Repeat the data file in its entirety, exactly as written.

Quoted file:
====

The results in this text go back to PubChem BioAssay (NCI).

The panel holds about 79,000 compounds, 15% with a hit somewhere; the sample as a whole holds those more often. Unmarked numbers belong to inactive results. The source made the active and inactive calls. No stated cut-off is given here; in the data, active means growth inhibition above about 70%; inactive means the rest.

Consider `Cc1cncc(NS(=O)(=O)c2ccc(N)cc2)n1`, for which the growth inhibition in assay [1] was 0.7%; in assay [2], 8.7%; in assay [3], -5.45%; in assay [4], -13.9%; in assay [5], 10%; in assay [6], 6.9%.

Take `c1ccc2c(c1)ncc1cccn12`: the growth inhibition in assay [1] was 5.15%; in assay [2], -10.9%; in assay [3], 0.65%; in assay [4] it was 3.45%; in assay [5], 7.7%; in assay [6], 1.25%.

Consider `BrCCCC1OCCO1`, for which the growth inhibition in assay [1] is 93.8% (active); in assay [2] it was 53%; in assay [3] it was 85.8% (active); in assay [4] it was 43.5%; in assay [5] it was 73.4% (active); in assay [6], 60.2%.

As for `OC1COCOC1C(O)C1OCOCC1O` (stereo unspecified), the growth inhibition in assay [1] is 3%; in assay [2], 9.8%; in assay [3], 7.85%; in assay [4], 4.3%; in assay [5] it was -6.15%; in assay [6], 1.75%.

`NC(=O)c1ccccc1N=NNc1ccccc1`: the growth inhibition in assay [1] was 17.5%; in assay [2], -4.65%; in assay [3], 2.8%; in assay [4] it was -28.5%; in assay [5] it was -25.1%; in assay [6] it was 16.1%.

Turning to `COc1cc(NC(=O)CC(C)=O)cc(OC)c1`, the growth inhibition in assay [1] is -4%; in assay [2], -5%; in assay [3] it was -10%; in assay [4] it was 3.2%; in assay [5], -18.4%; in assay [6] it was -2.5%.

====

The results in this text go back to PubChem BioAssay (NCI).

The panel holds about 79,000 compounds, 15% with a hit somewhere; the sample as a whole holds those more often. Unmarked numbers belong to inactive results. The source made the active and inactive calls. No stated cut-off is given here; in the data, active means growth inhibition above about 70%; inactive means the rest.

Consider `Cc1cncc(NS(=O)(=O)c2ccc(N)cc2)n1`, for which the growth inhibition in assay [1] was 0.7%; in assay [2], 8.7%; in assay [3], -5.45%; in assay [4], -13.9%; in assay [5], 10%; in assay [6], 6.9%.

Take `c1ccc2c(c1)ncc1cccn12`: the growth inhibition in assay [1] was 5.15%; in assay [2], -10.9%; in assay [3], 0.65%; in assay [4] it was 3.45%; in assay [5], 7.7%; in assay [6], 1.25%.

Consider `BrCCCC1OCCO1`, for which the growth inhibition in assay [1] is 93.8% (active); in assay [2] it was 53%; in assay [3] it was 85.8% (active); in assay [4] it was 43.5%; in assay [5] it was 73.4% (active); in assay [6], 60.2%.

As for `OC1COCOC1C(O)C1OCOCC1O` (stereo unspecified), the growth inhibition in assay [1] is 3%; in assay [2], 9.8%; in assay [3], 7.85%; in assay [4], 4.3%; in assay [5] it was -6.15%; in assay [6], 1.75%.

`NC(=O)c1ccccc1N=NNc1ccccc1`: the growth inhibition in assay [1] was 17.5%; in assay [2], -4.65%; in assay [3], 2.8%; in assay [4] it was -28.5%; in assay [5] it was -25.1%; in assay [6] it was 16.1%.

Turning to `COc1cc(NC(=O)CC(C)=O)cc(OC)c1`, the growth inhibition in assay [1] is -4%; in assay [2], -5%; in assay [3] it was -10%; in assay [4] it was 3.2%; in assay [5], -18.4%; in assay [6] it was -2.5%.